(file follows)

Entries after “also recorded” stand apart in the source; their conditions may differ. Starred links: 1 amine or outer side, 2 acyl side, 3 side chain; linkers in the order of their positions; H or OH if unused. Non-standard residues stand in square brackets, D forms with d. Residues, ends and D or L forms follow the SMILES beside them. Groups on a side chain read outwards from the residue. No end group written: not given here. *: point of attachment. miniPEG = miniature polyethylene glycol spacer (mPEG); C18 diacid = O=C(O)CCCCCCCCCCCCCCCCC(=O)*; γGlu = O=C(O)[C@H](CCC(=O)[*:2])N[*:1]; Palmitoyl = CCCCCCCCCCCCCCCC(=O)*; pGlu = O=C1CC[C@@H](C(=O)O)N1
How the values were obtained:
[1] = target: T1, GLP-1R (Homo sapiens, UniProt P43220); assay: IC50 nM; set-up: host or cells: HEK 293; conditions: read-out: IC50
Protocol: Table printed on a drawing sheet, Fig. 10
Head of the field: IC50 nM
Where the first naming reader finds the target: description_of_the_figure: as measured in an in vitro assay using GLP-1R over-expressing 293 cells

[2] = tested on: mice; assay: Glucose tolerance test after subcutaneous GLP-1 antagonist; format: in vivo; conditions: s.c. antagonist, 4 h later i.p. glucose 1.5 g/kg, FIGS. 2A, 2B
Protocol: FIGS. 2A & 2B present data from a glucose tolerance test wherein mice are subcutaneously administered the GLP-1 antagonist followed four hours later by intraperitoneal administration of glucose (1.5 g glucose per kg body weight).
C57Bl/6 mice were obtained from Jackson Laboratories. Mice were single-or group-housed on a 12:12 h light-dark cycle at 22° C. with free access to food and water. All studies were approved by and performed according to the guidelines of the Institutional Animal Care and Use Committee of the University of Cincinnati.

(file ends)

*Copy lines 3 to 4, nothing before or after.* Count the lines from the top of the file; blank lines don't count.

[1] = target: T1, GLP-1R (Homo sapiens, UniProt P43220); assay: IC50 nM; set-up: host or cells: HEK 293; conditions: read-out: IC50
Protocol: Table printed on a drawing sheet, Fig. 10